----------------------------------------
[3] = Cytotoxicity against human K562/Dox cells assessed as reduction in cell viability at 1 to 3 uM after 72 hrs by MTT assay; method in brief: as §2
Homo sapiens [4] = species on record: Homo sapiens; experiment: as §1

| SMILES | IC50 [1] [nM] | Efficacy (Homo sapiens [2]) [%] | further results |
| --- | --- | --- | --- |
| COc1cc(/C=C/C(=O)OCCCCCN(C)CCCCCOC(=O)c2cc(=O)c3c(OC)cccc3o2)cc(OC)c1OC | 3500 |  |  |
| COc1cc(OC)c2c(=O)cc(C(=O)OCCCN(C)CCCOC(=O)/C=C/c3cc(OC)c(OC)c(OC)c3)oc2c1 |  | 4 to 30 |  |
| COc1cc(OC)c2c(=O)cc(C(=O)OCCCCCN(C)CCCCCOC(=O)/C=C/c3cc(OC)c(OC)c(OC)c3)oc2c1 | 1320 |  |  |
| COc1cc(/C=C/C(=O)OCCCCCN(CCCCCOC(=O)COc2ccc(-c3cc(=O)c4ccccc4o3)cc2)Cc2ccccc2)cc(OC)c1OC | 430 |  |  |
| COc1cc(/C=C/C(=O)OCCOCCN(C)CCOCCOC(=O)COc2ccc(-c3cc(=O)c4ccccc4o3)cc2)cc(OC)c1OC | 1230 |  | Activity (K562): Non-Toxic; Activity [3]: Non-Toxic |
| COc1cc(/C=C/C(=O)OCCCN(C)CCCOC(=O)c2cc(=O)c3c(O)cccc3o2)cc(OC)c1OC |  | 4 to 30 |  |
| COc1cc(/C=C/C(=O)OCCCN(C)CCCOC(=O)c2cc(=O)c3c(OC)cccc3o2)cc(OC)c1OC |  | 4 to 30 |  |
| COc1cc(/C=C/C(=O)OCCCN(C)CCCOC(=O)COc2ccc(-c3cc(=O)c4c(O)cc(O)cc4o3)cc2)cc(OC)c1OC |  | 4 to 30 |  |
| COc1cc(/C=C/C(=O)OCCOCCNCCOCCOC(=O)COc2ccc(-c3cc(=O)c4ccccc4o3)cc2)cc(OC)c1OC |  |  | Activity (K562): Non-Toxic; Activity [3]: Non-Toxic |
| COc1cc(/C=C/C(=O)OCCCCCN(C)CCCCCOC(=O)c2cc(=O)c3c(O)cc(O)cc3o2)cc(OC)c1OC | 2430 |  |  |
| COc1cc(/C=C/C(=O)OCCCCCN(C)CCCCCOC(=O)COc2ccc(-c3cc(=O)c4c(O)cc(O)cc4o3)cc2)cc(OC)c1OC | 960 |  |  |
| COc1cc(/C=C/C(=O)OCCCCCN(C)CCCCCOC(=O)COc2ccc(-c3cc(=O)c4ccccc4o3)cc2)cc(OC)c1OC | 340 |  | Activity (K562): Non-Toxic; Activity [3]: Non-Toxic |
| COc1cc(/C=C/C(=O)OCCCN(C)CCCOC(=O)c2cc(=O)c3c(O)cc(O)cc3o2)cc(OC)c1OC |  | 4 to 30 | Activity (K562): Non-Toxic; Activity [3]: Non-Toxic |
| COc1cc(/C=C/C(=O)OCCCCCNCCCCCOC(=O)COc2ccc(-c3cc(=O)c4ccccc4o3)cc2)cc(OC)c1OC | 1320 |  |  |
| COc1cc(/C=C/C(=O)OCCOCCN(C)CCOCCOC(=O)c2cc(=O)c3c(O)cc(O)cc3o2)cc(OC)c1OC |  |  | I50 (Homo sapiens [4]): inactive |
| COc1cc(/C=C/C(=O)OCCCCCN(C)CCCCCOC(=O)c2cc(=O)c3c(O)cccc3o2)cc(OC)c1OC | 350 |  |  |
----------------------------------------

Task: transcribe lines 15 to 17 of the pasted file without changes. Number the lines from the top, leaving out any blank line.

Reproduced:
| COc1cc(/C=C/C(=O)OCCCCCN(C)CCCCCOC(=O)COc2ccc(-c3cc(=O)c4c(O)cc(O)cc4o3)cc2)cc(OC)c1OC | 960 |  |  |
| COc1cc(/C=C/C(=O)OCCCCCN(C)CCCCCOC(=O)COc2ccc(-c3cc(=O)c4ccccc4o3)cc2)cc(OC)c1OC | 340 |  | Activity (K562): Non-Toxic; Activity [3]: Non-Toxic |
| COc1cc(/C=C/C(=O)OCCCN(C)CCCOC(=O)c2cc(=O)c3c(O)cc(O)cc3o2)cc(OC)c1OC |  | 4 to 30 | Activity (K562): Non-Toxic; Activity [3]: Non-Toxic |